The bread came out a bit darker than I like and i'm not too crazy about the taste of it.  Also it's missing some salt... actually, i've got some more dough in the fridge, let me go add salt to that now...

I'll let you all know what happens when you add salt 10 hours into a cold fermentation/rising.

Here's the crumb

The bread came out sort of dry but that may have been because i tried baking at 500 for the first 10 minutes-- i won't try that again...

I don't reckon I'll count this as a victory-- except for the shaping; it's the best shaping i've been able to manage so far...

I think i put too much salt in the dough for next time... it'll be a half teaspoon for ~1.25 cups of flour.

anyway, regarding couches-- i went to the hardware store and got canvas drop cloth.  It says it's heavy-duty tight cotton weave, absorbent, washable and reusable, 8.oz. 4'x5' finished size

sorry about it being sideways... and here's as good a closeup of the weave as i could get with my camera

It's still in the plastic in case i've made a terrible mistake I can return it.

Does anyone know whether it'll work or not?  By the way, I need to wash it (with bleach as well as detergent?) then once it's dry rub flour into the weave?  is that how one turns it into a couche?

nancys's picture

Making baking tiles

January 28, 2010 - 4:54am -- nancys

Has anyone made baking stones from clay?  I have a convection oven and am thinking of making tiles from stoneware clay.  There would be 4 tiles that would fit my oven rack, leaving 1" of space all around for air flow.  I am thinking of adding some minor designs into the tile so the bottom crust of my breads would pick up the design elements.

Any thoughts?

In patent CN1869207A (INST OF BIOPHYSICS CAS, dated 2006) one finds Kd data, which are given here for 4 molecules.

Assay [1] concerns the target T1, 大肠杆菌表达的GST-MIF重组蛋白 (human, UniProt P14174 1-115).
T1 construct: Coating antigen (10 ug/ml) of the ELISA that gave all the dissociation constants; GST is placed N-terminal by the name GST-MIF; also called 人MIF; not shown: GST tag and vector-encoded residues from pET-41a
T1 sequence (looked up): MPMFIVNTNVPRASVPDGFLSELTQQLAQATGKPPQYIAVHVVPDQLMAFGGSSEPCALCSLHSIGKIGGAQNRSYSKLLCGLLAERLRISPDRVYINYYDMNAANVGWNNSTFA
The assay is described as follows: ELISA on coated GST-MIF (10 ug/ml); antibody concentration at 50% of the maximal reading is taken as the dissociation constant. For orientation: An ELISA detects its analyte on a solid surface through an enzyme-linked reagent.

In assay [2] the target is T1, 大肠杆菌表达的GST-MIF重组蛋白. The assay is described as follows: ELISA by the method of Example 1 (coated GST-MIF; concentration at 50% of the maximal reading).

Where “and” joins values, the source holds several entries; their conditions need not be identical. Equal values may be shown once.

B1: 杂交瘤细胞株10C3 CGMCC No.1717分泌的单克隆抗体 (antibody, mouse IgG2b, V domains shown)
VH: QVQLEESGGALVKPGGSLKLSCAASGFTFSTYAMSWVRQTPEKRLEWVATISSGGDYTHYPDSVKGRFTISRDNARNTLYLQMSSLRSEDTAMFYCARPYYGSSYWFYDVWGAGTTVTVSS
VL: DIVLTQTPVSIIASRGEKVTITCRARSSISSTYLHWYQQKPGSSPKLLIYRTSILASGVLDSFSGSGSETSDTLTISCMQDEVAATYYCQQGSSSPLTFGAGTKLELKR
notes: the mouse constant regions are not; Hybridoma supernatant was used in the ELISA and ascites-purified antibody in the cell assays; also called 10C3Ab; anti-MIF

DennyONeal's picture

Pre-Heating Baking Stones

July 29, 2009 - 11:57am -- DennyONeal

I would like to let my breads rise on a baking stone and place this in a pre-heated oven when the loaves are ready to bake.

Would this work OK? I only wonder because I usually read that baking stones should be pre-heated too.

What happens to me rather often is if I let loaves rise on a peel (on top of parchment paper) and then  as gently as possible slide the loaves from the peel to the pre-heated baking stone, they often fall 20-40%, even though they pass the proofing tests. This happens with many recipes.

So I'm trying to find a way to get around this.

xaipete's picture

My New Baking Stone

March 26, 2009 - 12:32pm -- xaipete

I bought a new baking stone at Sur La Table last week. It is a lot heavier and thicker than your ordinary baking stone (14 x 16 x 5/8). I'm really impressed with how it is performing. My oven is definitely getting and staying hotter and my breads are cooking more quickly and getting browner. My new stone, made by Best Manufacturers in Portland, OR, is lighter in color than ordinary stones and seems to be made of a different type of material. Anyway, I highly recommend it. It was worth the $42.